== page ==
BLOUNTVILLE, Tenn. -- A Baptist minister and his wife were convicted Thursday
of abusing a girl they took from a Porter County orphanage and raised as the
Jurors in Sullivan County (Tenn.) Circuit Court deliberated four hours before
convicting the Rev. Joseph Combs, 51, and his wife Evangeline, 50.
The couple, who took Esther Combs from the Baptist Children's Home and Family
Ministries in Porter County in 1978 but failed to adopt her, both were
convicted of kidnapping and other charges.
Combs, 51, once a respected Bible teacher at Hyles Anderson College in St. John
Township and former pastor of the now-defunct Emmanuel Baptist Church in
Bristol, Tenn., also was convicted of aggravated assault, aggravated perjury,
seven counts of rape and one count of aggravated rape.
Evangeline Combs also was convicted of four counts of aggravated child abuse.
She was acquitted of one count of aggravated assault.
The couple looked at their children in the courtroom when the verdict was read
and said, "I love you." The two then hugged.
Esther, now 22 and living in another state under a different name, sobbed after
the verdict was read. She declined comment for reporters.
The couple, who had been free on bond, were taken to jail. They will be
sentenced April 25.
Combs faces up to 144 years in prison; his wife, up to 73.
Jurors and defense attorneys declined to comment after the trial.
"I feel a great deal of relief. ...," said District Attorney General Greeley
Wells. "The guilty verdict was thoroughly justified by the evidence in this
"Given the type of evidence they saw, I was not at all surprised."
A 19-count indictment was handed down in November 1998, but Sullivan County
Circuit Judge Jerry Beck dismissed four of the assault charges Wednesday.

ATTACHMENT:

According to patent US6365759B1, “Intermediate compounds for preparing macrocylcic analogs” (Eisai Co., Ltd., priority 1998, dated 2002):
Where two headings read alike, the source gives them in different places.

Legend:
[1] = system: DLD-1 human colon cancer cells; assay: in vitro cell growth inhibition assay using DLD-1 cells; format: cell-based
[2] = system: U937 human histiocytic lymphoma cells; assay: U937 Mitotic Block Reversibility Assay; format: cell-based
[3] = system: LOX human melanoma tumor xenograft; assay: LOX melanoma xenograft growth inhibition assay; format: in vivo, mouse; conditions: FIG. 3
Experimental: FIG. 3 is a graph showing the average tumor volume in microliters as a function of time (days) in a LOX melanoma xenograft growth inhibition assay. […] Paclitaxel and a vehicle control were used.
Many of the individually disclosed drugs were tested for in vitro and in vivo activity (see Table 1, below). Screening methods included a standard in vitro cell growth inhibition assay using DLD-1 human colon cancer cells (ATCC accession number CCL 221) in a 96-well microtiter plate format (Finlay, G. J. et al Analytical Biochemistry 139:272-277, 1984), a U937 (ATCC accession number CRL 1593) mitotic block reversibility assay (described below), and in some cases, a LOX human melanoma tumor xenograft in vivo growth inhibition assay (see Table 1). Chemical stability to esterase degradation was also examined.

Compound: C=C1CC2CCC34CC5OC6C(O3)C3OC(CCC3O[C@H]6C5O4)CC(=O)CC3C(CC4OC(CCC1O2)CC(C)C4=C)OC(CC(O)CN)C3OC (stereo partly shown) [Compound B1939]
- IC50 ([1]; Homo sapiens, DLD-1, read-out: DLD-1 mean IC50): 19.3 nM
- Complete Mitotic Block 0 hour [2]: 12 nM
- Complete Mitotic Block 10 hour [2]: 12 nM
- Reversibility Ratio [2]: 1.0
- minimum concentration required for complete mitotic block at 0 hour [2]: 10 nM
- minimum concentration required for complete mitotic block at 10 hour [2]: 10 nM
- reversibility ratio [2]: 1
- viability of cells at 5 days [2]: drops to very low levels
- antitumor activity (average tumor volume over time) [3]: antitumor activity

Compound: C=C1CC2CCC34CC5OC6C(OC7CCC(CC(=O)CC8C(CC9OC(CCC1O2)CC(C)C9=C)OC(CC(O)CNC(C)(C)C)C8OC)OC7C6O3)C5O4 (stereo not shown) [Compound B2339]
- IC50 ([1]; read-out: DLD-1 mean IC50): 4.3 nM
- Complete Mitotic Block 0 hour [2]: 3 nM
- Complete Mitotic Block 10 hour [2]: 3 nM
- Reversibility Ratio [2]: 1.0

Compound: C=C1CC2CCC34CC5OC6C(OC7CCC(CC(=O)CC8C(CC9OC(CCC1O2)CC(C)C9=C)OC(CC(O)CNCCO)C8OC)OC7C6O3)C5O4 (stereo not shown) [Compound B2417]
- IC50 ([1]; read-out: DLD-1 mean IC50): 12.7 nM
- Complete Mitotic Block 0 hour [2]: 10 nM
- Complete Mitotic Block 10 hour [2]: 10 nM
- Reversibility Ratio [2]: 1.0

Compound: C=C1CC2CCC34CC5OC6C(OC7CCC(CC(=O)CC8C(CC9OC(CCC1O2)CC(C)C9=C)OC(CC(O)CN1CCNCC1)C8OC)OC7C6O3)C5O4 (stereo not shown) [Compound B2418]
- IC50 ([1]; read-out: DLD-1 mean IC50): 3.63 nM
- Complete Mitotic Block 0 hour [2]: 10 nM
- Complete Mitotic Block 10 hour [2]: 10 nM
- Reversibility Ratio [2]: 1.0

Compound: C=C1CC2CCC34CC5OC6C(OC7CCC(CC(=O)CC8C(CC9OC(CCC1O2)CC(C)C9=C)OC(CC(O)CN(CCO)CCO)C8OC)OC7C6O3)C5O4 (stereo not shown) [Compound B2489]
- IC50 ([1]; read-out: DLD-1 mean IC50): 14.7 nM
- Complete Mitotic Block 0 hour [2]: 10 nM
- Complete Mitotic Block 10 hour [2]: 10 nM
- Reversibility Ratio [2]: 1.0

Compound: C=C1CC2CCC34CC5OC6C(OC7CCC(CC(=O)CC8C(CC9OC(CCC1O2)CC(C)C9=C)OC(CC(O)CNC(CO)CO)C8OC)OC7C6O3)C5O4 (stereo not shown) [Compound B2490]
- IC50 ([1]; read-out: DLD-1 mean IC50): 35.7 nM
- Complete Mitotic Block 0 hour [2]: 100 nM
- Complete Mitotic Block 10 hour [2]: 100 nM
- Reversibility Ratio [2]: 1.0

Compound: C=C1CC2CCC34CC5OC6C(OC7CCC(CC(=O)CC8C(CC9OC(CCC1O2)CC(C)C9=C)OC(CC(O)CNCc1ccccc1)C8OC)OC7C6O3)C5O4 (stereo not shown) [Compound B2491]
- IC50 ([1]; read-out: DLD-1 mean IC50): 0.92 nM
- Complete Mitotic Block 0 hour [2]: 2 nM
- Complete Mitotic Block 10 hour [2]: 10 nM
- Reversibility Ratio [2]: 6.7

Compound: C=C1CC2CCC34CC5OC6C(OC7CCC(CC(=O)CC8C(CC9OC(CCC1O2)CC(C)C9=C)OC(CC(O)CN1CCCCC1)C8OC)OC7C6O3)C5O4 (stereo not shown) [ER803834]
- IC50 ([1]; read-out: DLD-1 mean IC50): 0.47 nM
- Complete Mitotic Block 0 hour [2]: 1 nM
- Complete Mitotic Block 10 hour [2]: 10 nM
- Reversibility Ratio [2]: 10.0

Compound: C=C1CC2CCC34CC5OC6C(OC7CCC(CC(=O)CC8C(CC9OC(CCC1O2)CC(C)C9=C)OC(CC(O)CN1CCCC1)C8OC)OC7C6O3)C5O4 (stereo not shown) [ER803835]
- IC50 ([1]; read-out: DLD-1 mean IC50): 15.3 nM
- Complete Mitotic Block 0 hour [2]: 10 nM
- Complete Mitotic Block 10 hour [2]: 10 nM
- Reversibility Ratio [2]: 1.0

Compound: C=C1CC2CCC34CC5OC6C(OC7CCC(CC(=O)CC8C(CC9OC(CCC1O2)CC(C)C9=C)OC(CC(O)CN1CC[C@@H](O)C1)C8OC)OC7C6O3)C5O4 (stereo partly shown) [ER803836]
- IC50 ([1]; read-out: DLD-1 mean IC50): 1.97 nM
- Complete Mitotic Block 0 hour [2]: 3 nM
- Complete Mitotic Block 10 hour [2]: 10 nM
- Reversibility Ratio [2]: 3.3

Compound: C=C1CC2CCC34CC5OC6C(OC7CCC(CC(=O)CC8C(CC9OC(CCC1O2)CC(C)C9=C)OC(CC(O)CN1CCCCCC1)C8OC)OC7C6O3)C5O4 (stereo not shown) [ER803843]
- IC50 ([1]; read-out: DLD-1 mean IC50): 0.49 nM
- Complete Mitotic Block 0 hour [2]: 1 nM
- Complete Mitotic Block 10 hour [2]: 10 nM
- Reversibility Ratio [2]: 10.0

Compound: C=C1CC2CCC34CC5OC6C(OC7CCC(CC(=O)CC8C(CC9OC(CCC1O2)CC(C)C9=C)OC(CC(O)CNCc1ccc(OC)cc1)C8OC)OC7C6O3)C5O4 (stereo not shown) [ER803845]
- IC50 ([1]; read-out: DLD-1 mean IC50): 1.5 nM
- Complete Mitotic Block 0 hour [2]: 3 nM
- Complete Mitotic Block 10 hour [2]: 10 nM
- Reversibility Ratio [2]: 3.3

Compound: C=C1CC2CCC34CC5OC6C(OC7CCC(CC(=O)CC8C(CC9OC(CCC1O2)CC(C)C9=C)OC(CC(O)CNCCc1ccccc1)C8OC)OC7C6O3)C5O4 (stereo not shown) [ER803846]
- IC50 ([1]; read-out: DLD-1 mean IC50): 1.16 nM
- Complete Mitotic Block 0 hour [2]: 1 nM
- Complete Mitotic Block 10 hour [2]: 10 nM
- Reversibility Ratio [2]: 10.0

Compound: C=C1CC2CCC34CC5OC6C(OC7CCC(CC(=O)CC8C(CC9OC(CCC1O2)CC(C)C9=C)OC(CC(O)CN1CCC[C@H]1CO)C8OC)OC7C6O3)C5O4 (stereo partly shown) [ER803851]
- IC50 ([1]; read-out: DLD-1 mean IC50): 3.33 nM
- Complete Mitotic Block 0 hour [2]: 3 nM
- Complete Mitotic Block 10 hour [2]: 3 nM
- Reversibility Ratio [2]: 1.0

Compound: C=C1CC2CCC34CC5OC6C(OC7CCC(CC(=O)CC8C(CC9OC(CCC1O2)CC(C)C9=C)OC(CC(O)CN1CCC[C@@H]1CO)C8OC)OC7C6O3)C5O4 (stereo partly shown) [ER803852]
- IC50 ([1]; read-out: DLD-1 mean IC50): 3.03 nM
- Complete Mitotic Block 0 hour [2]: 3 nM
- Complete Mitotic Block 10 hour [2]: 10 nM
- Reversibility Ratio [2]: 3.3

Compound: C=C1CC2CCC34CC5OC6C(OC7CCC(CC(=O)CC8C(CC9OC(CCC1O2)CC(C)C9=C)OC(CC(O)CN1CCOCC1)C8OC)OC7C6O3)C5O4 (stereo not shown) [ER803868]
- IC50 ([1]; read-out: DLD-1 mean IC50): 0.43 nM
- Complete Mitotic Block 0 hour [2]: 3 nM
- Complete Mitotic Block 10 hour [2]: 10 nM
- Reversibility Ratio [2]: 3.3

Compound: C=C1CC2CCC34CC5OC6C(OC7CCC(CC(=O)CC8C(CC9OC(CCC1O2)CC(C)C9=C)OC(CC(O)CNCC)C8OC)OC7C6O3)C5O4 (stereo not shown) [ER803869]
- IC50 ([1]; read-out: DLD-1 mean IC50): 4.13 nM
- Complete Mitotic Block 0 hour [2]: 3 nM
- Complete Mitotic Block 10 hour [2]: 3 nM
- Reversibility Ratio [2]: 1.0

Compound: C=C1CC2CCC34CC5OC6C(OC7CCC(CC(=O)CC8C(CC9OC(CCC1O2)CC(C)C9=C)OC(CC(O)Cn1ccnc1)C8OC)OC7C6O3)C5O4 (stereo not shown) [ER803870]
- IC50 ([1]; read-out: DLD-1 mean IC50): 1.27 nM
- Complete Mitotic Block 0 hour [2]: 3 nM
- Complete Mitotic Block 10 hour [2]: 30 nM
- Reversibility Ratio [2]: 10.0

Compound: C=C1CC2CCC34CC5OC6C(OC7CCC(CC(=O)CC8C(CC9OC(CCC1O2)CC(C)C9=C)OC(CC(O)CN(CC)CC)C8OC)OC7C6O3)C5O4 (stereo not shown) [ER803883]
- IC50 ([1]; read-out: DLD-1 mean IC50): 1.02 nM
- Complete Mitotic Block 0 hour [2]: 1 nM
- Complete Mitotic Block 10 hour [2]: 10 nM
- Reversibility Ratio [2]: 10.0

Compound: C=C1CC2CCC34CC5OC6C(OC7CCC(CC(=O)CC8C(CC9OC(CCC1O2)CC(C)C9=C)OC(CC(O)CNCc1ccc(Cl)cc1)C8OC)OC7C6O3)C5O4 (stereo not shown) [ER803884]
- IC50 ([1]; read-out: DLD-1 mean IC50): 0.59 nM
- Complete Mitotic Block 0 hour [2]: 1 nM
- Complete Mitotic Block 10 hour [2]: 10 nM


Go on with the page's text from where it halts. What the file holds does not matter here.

Esther testified Evangeline Combs beat her with baseball bats, burned her with
a curling iron and pulled out chunks of her flesh with pliers -- causing more
than 400 scars on her body. Esther also said Combs whipped her and forced her
to engage in sex acts.
She said she was denied an education, forced to do all the chores and required
to wear clothing that covered her scars.
The Combses' other five children testified Esther never was abused or treated
as the family's servant. They said she could read and write well, went shopping
without their parents and chose to wear long dresses.
Combs also denied the allegations and testified he was "bewildered" by Esther's
claims. He said the couple meant to adopt Esther but could not afford the
financial demands from the Baptist Children's Home. Evangeline Combs did not
testify in the trial, which started Feb. 22.
Testimony chronicled the family's life in Indiana, Florida, and in a travel
trailer as touring evangelists before moving to Bristol in 1989.
Authorities said the two decades of brutal abuse was hidden until Esther was
hospitalized in February 1997 after trying to kill herself by drinking
antifreeze. Doctors found layers of scars on her body and fractures that had
not healed properly, according to court testimony.
Although Esther initially denied being abused and returned to live with the
Combses after her suicide attempt, police remained suspicious about her scars.
Seven months later, police filed a petition for guardianship for Esther, who
was to appear in Sullivan County Chancery Court.
During the October 1997 hearing, Combs told the judge he did not know where
Esther was. On the witness stand Tuesday, Combs said his testimony that day was
"not the whole truth" and said he had arranged for Esther to leave the state.
Instead of attending the hearing, Esther spent a few days at a church member's
home in nearby Virginia, then spent several weeks with one of Combs' friends, a
South Carolina pastor.
After that, Esther was sent to live with Combs' relatives in Georgia, where she
called Bristol police in February 1998 and made the abuse allegations.
She later filed a lawsuit seeking unspecified damages against the Combses and
the children's home.